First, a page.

Jun 27, 2015 9:11 AM

Opioid Prescriptions And Addictions Are On The Rise In The U.S.
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Example of different morphine tablets
Example of different morphine tablets (Photo credit: Wikipedia)

If we weren’t already convinced of the prevalence of opioid addiction in the U.S., a new study from Johns Hopkins lays out just how bad it’s gotten. The authors report that opioid prescriptions, which include OxyContin and morphine, have skyrocketed in the last decade, while pain identification and management has largely stayed the same. Opioid addiction and overdose are also creeping up. The study’s harsh reality comes at an interesting time, as the FDA has just announced its own stab at addressing the opioid problem, by urging their restriction to those who really truly seem to need round-the-clock pain management for extreme pain. What effect this will have remains to be seen, however, and some are not so convinced that it will have any.

“There is an epidemic of prescription opioid addiction and abuse in the United States,” said G. Caleb Alexander, co-director of the Johns Hopkins Center for Drug Safety and Effectiveness. “We felt it was important to examine whether or not this epidemic has coincided with improved identification and treatment of pain.”

The new study looked at doctor visits from 2000 to 2010 for people seeking relief from pain that was not cancer-related. In 2000, about half of all pain visits were treated with some sort of medication – this much was about the same in 2010, which saw about 164 million office visits for pain. What did change, however, was the number of people treated with non-opioid drugs versus opioid drugs: While non-opioid painkiller prescriptions stayed at about 26-29%, opioid prescriptions almost doubled from 11% to 20% over these 10 years.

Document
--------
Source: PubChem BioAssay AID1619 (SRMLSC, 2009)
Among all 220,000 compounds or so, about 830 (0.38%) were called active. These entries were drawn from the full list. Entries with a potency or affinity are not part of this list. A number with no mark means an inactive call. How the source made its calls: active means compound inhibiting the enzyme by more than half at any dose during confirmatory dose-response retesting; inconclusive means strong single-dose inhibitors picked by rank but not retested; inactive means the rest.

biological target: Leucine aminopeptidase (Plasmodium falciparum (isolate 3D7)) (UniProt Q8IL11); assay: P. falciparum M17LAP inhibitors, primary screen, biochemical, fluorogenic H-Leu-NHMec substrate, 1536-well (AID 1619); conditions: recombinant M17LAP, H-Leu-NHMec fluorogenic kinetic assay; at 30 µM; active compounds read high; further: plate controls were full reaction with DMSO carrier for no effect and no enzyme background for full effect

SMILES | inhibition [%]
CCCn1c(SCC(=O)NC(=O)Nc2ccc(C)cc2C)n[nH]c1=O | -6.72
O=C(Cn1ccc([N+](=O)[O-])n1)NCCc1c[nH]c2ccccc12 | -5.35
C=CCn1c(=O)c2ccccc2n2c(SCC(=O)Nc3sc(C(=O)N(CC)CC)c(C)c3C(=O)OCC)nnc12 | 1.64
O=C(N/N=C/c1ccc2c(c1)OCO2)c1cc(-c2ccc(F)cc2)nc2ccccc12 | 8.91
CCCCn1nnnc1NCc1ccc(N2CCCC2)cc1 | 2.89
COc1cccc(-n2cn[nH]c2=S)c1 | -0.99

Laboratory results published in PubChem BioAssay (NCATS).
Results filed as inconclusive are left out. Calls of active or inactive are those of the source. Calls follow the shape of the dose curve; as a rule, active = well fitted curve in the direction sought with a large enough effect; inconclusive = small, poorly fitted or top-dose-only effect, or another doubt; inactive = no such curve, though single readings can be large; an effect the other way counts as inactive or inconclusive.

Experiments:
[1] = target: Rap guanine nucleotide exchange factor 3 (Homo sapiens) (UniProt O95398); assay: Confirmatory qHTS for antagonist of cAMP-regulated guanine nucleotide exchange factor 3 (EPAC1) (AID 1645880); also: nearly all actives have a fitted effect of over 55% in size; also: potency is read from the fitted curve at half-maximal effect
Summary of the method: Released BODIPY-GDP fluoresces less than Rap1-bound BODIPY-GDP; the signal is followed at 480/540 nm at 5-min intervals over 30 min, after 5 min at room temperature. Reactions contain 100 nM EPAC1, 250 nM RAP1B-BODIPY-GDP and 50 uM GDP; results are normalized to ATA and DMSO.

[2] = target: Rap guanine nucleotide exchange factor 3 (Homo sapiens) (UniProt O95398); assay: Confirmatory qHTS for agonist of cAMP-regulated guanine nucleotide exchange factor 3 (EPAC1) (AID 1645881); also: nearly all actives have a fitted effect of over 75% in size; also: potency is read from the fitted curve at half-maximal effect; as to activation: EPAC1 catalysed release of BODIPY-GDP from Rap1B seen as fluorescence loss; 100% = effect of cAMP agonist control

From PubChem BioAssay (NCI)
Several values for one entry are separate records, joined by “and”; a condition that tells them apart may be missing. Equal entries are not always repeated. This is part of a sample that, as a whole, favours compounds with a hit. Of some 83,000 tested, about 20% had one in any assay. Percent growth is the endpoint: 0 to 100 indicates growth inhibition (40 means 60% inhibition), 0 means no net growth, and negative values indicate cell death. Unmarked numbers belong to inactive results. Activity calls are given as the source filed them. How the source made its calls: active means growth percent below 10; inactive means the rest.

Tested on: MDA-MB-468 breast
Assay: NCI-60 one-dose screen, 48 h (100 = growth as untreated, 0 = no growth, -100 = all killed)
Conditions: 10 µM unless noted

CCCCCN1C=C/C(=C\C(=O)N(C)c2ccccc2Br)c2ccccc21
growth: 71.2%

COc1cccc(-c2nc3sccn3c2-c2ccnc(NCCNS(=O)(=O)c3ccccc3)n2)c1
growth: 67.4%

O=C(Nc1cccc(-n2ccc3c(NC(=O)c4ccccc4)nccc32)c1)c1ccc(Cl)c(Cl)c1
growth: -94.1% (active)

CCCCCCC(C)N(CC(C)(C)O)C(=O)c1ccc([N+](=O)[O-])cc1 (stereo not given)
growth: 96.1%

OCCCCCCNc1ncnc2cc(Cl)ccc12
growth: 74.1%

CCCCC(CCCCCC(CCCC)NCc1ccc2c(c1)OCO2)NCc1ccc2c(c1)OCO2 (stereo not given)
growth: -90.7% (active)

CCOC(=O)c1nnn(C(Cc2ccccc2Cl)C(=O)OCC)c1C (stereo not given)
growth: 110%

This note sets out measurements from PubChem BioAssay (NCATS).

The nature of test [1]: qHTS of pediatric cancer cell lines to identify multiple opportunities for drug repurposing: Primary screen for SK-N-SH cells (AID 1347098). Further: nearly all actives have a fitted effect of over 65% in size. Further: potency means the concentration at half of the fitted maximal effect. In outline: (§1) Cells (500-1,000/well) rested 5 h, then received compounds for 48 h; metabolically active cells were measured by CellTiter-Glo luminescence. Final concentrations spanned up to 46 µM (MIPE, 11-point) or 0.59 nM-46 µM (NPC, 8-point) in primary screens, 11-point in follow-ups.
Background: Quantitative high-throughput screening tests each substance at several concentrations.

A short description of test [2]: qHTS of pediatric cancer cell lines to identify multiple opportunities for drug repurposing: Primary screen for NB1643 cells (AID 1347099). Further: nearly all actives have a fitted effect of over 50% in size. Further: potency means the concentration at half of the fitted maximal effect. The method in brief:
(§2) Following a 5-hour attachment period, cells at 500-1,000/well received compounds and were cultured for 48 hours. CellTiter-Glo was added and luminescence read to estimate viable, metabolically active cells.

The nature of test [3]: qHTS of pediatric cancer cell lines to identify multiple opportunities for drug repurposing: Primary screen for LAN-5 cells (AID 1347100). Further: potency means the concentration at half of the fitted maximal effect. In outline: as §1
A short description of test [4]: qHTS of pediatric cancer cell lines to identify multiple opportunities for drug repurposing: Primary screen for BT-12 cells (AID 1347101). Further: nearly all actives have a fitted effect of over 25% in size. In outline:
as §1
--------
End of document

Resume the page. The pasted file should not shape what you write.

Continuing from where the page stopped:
The class of drugs is dangerous in part because they are so highly addictive, and the mortality rate from their use is rising. “By 2008,” wrote the Hopkins team, “the annual number of fatal drug poisonings surpassed those of motor vehicle deaths and overdose deaths attributable to prescription drugs exceeded those of cocaine and heroin combined.”

The irony is that the treatment of pain hasn’t improved much. And other drugs like acetaminophen and ibuprofen, which have far fewer safety concerns, seem to be flat or even dropping slightly, which, the authors say, “suggests that efforts to improve the identification and treatment of pain have backfired, due to an over-reliance on prescription opioids that have caused incredible morbidity and mortality among patients young and old alike.”

The solution to the problem is not clear, though the FDA has tried to address it. Last week, the FDA urged doctors to limit the use of the drugs in part by restricting prescriptions to those who have severe, rather than moderate, pain all the time, and in whom no other alternatives are possible. “The goal here was to make every patient taking extended-release and long-acting opioids to have a conversation about whether these products are helping them,” said Douglas Throckmorton, an FDA deputy director. “I hope this encourages physicians and patients to be more thoughtful and more careful as they use these medications.” The FDA also moved for drug companies to conduct studies to better understand risk over the long term, and investigation into how tolerance to the drugs may develop.